Risk of kidney injury following oral phosphosoda bowel preparations

Steven M. Brunelli, James D. Lewis, Meera Gupta, Sherif M. Latif, Mark G. Weiner, Harold I. Feldman

Research output: Contribution to journalArticlepeer-review

53 Scopus citations

Abstract

Case reports and case series suggest a potential link between oral sodium phosphosoda used in preparation for outpatient colonoscopy and kidney injury, but controlled studies are lacking. We performed a case-control study nested within a cohort of patients with baseline serum creatinine ≤1.5 mg/dL who underwent outpatient colonoscopy. We defined a case of kidney injury as a rise in serum creatinine >0.5 mg/dL and/or 25% between values obtained during the 6 months prior and during the 6 months following colonoscopy (n = 116). We found that exposure to phosphosoda was not more common among patients with incident kidney injury (adjusted odds ratio 0.70; 95% Cl 0.44-1.11), and sensitivity analyses that considered other definitions of kidney injury did not suggest a different conclusion. Therefore, despite a plausible link, the current data do not support an association between oral phosphosoda and kidney injury at 6 months follow-up among patients with baseline serum creatinine ≤1.5 mg/dL. Further studies are warranted to validate and generalize our findings.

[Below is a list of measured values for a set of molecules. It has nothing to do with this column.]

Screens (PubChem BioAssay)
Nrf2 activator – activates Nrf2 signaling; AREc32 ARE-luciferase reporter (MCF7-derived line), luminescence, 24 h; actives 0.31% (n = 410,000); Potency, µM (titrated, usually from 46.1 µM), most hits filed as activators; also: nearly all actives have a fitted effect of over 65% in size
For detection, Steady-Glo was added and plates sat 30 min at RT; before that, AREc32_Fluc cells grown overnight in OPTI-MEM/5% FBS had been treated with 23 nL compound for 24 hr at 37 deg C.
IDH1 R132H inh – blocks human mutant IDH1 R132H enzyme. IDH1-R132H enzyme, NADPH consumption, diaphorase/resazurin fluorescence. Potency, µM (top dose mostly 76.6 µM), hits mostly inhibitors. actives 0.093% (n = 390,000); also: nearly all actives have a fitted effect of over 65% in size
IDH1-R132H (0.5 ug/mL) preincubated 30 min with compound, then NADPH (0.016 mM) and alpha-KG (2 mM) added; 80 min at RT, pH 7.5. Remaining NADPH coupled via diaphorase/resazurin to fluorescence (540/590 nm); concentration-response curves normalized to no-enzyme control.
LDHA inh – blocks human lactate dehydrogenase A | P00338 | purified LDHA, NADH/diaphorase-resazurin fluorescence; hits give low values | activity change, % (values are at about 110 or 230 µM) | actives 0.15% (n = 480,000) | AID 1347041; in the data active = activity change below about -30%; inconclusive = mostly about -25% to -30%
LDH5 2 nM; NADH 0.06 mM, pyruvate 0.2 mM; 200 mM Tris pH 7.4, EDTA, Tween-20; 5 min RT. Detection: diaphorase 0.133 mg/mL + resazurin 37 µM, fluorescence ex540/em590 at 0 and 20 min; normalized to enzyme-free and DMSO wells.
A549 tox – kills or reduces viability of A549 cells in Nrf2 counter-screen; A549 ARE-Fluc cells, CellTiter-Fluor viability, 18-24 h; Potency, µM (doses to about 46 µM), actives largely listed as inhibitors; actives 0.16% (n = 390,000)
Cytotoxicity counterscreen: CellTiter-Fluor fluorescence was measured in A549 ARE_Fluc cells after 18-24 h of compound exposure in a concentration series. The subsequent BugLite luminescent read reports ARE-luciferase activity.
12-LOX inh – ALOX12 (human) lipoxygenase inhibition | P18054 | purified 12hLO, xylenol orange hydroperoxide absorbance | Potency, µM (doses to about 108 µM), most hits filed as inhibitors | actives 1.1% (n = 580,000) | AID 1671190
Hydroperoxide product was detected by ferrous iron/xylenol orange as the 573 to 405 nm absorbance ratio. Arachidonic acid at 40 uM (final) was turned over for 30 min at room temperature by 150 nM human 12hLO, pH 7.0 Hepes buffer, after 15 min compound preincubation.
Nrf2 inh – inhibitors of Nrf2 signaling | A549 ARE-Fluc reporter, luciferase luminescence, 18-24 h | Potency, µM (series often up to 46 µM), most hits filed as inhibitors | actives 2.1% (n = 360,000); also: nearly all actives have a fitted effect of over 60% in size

Original languageEnglish
Pages (from-to)3199-3205
Number of pages7
JournalJournal of the American Society of Nephrology
Volume18
Issue number12
DOIs
StatePublished - Dec 2007

ASJC Scopus subject areas

  • Nephrology

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